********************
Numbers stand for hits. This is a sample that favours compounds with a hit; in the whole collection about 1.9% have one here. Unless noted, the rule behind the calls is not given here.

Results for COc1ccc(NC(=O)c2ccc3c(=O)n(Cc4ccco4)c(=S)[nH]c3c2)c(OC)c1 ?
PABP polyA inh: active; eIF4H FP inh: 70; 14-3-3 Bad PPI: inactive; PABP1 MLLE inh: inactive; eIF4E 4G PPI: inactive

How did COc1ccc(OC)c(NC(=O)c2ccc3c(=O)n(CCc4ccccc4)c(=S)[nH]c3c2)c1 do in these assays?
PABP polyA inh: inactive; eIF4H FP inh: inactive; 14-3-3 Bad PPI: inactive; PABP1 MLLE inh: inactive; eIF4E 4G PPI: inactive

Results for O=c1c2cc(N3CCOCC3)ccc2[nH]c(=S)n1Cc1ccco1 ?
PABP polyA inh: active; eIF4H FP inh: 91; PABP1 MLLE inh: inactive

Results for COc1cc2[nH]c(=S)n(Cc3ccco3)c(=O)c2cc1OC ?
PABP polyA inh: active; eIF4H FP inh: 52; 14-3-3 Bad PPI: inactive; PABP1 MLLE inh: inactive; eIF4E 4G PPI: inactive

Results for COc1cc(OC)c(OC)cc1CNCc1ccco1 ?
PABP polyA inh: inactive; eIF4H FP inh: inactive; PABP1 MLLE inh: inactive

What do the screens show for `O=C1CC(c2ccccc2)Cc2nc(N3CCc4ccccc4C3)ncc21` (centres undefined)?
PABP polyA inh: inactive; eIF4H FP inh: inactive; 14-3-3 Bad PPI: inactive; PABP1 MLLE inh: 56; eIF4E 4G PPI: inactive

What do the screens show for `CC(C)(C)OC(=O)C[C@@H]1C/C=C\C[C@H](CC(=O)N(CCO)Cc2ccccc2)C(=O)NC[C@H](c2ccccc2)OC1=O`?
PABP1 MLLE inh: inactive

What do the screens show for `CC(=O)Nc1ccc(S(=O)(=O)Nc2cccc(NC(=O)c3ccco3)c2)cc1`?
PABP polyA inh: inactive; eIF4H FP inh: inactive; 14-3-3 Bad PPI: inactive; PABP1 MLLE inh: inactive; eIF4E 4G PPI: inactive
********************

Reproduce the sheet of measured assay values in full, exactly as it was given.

Numbers stand for hits. This is a sample that favours compounds with a hit; in the whole collection about 1.9% have one here. Unless noted, the rule behind the calls is not given here.

Results for COc1ccc(NC(=O)c2ccc3c(=O)n(Cc4ccco4)c(=S)[nH]c3c2)c(OC)c1 ?
PABP polyA inh: active; eIF4H FP inh: 70; 14-3-3 Bad PPI: inactive; PABP1 MLLE inh: inactive; eIF4E 4G PPI: inactive

How did COc1ccc(OC)c(NC(=O)c2ccc3c(=O)n(CCc4ccccc4)c(=S)[nH]c3c2)c1 do in these assays?
PABP polyA inh: inactive; eIF4H FP inh: inactive; 14-3-3 Bad PPI: inactive; PABP1 MLLE inh: inactive; eIF4E 4G PPI: inactive

Results for O=c1c2cc(N3CCOCC3)ccc2[nH]c(=S)n1Cc1ccco1 ?
PABP polyA inh: active; eIF4H FP inh: 91; PABP1 MLLE inh: inactive

Results for COc1cc2[nH]c(=S)n(Cc3ccco3)c(=O)c2cc1OC ?
PABP polyA inh: active; eIF4H FP inh: 52; 14-3-3 Bad PPI: inactive; PABP1 MLLE inh: inactive; eIF4E 4G PPI: inactive

Results for COc1cc(OC)c(OC)cc1CNCc1ccco1 ?
PABP polyA inh: inactive; eIF4H FP inh: inactive; PABP1 MLLE inh: inactive

What do the screens show for `O=C1CC(c2ccccc2)Cc2nc(N3CCc4ccccc4C3)ncc21` (centres undefined)?
PABP polyA inh: inactive; eIF4H FP inh: inactive; 14-3-3 Bad PPI: inactive; PABP1 MLLE inh: 56; eIF4E 4G PPI: inactive

What do the screens show for `CC(C)(C)OC(=O)C[C@@H]1C/C=C\C[C@H](CC(=O)N(CCO)Cc2ccccc2)C(=O)NC[C@H](c2ccccc2)OC1=O`?
PABP1 MLLE inh: inactive

What do the screens show for `CC(=O)Nc1ccc(S(=O)(=O)Nc2cccc(NC(=O)c3ccco3)c2)cc1`?
PABP polyA inh: inactive; eIF4H FP inh: inactive; 14-3-3 Bad PPI: inactive; PABP1 MLLE inh: inactive; eIF4E 4G PPI: inactive